The last few years have been revolutionary as far as film and cinema go in Saudi Arabia. It was in 2018 that public cinemas returned to the Kingdom much to the delight of the public. Saudi films have been debuting on the world stage and Jeddah is even planning to host the first ever Red Sea International Film Festival later this year.
The Ministry Of Culture has even been encouraging budding Saudi filmmakers to develop their skills. And there’s certainly no shortage of talent in Saudi film– some of which are available on Netflix.
Here are some Saudi films to add to your Netflix queue and watch ASAP:
Directed by Riyadh native Abdulaziz Al Shelahi, “Zero Distance” is a thriller involving an ominous photograph and a gun with a missing bullet.
“Nobody can tell the stories the Saudi Arabia has to tell better than the Saudi people themselves,” Al Shelahi told KAWA News.
“Shams Alma’arif” or “The Book Of Sun” is a quirky, coming-of-age comedy about a high school student in Saudi who sets out to make an independent horror film with his best friend. The story surely takes parallels from the films own directors, Faris and Suhaib Godus.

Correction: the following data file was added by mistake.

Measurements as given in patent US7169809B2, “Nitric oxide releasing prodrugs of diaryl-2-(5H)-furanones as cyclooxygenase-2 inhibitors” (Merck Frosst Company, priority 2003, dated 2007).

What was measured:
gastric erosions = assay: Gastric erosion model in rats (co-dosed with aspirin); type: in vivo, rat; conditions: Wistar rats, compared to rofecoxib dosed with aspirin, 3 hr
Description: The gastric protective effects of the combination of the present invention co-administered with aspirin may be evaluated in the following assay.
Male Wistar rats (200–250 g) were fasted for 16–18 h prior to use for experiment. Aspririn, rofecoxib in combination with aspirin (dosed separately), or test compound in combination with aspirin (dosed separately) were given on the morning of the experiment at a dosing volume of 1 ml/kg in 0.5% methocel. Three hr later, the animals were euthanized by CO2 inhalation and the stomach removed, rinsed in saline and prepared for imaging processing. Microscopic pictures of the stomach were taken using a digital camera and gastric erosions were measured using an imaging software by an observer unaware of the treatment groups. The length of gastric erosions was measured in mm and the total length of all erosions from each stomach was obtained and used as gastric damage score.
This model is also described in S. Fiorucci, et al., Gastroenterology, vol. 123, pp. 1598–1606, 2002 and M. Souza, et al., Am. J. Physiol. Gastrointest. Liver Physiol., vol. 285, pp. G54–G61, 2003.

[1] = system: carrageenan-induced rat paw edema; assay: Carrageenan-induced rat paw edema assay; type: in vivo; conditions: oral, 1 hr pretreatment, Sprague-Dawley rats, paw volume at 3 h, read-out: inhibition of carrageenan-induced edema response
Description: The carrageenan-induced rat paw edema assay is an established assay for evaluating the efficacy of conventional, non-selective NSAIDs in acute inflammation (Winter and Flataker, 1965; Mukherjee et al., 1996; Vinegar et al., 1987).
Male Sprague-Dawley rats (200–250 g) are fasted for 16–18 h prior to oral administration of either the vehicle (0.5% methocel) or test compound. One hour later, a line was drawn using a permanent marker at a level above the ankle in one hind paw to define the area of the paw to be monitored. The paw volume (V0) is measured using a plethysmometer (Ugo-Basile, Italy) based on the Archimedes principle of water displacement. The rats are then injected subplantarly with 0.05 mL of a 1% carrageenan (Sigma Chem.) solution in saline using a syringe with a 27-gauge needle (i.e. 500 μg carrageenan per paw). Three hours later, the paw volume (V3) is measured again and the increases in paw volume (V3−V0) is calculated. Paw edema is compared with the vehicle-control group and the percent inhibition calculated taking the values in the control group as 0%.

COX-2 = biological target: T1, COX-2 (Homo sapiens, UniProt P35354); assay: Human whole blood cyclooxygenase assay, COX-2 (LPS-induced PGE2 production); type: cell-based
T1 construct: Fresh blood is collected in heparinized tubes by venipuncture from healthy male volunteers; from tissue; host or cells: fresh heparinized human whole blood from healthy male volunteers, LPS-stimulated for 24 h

You’ll fall in love with the titular character of this award-winning Saudi film directed by a female director Haifaa Al-Mansour. Wadjda is a young schoolgirl who dreams of winning enough money to purchase her own bicycle so she can race her best friend in the streets of Riyadh. Wadjda’s close bond with her mother who is also going through her own struggles will make you both laugh and cry.
2. Last Visit
Directed by Abdulmohsen Aldhabaan and filmed in Saudi Arabia, “Last Visit” is about a father and son bonding — and clashing– as they take a road trip to visit an ailing family member in a small village in Saudi. It’s the age-old story about the misunderstandings between one generation and the next.
Sure to make you laugh, “Menahi” is the story of a man from a small Saudi village who strikes it rich and his adventures in Dubai. Fun fact: When this film was shown in Saudi in 2009, it was the first time a movie had been screened in public in 30 years!
Image via Netflix